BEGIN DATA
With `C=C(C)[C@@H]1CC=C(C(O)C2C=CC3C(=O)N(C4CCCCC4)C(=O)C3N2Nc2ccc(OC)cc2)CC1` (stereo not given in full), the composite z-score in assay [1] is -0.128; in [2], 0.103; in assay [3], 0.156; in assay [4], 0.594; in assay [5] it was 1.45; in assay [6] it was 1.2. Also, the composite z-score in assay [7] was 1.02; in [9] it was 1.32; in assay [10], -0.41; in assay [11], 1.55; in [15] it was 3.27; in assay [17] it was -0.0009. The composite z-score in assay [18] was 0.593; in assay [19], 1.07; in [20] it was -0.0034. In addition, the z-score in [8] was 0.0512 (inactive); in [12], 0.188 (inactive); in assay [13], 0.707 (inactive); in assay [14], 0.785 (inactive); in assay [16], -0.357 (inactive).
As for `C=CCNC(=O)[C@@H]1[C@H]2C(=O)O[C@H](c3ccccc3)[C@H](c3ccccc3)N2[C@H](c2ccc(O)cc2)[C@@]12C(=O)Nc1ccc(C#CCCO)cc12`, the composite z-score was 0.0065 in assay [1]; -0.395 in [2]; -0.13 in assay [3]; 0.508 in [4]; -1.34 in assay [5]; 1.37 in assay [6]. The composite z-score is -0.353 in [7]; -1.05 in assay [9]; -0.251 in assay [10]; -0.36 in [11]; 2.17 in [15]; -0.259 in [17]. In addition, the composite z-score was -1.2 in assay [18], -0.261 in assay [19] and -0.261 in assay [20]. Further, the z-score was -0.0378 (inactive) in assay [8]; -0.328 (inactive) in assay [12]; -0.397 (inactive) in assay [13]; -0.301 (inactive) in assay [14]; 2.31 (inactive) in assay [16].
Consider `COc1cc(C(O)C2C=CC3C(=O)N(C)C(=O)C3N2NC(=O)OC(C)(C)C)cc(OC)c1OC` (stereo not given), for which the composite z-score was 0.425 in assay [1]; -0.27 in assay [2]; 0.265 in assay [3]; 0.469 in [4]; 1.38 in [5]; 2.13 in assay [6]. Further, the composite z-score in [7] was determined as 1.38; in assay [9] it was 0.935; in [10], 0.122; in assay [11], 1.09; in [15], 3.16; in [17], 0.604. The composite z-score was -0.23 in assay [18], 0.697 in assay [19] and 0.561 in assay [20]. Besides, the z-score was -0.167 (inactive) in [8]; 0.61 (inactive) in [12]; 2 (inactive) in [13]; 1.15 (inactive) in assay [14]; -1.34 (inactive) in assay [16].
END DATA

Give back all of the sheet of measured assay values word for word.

With `C=C(C)[C@@H]1CC=C(C(O)C2C=CC3C(=O)N(C4CCCCC4)C(=O)C3N2Nc2ccc(OC)cc2)CC1` (stereo not given in full), the composite z-score in assay [1] is -0.128; in [2], 0.103; in assay [3], 0.156; in assay [4], 0.594; in assay [5] it was 1.45; in assay [6] it was 1.2. Also, the composite z-score in assay [7] was 1.02; in [9] it was 1.32; in assay [10], -0.41; in assay [11], 1.55; in [15] it was 3.27; in assay [17] it was -0.0009. The composite z-score in assay [18] was 0.593; in assay [19], 1.07; in [20] it was -0.0034. In addition, the z-score in [8] was 0.0512 (inactive); in [12], 0.188 (inactive); in assay [13], 0.707 (inactive); in assay [14], 0.785 (inactive); in assay [16], -0.357 (inactive).
As for `C=CCNC(=O)[C@@H]1[C@H]2C(=O)O[C@H](c3ccccc3)[C@H](c3ccccc3)N2[C@H](c2ccc(O)cc2)[C@@]12C(=O)Nc1ccc(C#CCCO)cc12`, the composite z-score was 0.0065 in assay [1]; -0.395 in [2]; -0.13 in assay [3]; 0.508 in [4]; -1.34 in assay [5]; 1.37 in assay [6]. The composite z-score is -0.353 in [7]; -1.05 in assay [9]; -0.251 in assay [10]; -0.36 in [11]; 2.17 in [15]; -0.259 in [17]. In addition, the composite z-score was -1.2 in assay [18], -0.261 in assay [19] and -0.261 in assay [20]. Further, the z-score was -0.0378 (inactive) in assay [8]; -0.328 (inactive) in assay [12]; -0.397 (inactive) in assay [13]; -0.301 (inactive) in assay [14]; 2.31 (inactive) in assay [16].
Consider `COc1cc(C(O)C2C=CC3C(=O)N(C)C(=O)C3N2NC(=O)OC(C)(C)C)cc(OC)c1OC` (stereo not given), for which the composite z-score was 0.425 in assay [1]; -0.27 in assay [2]; 0.265 in assay [3]; 0.469 in [4]; 1.38 in [5]; 2.13 in assay [6]. Further, the composite z-score in [7] was determined as 1.38; in assay [9] it was 0.935; in [10], 0.122; in assay [11], 1.09; in [15], 3.16; in [17], 0.604. The composite z-score was -0.23 in assay [18], 0.697 in assay [19] and 0.561 in assay [20]. Besides, the z-score was -0.167 (inactive) in [8]; 0.61 (inactive) in [12]; 2 (inactive) in [13]; 1.15 (inactive) in assay [14]; -1.34 (inactive) in assay [16].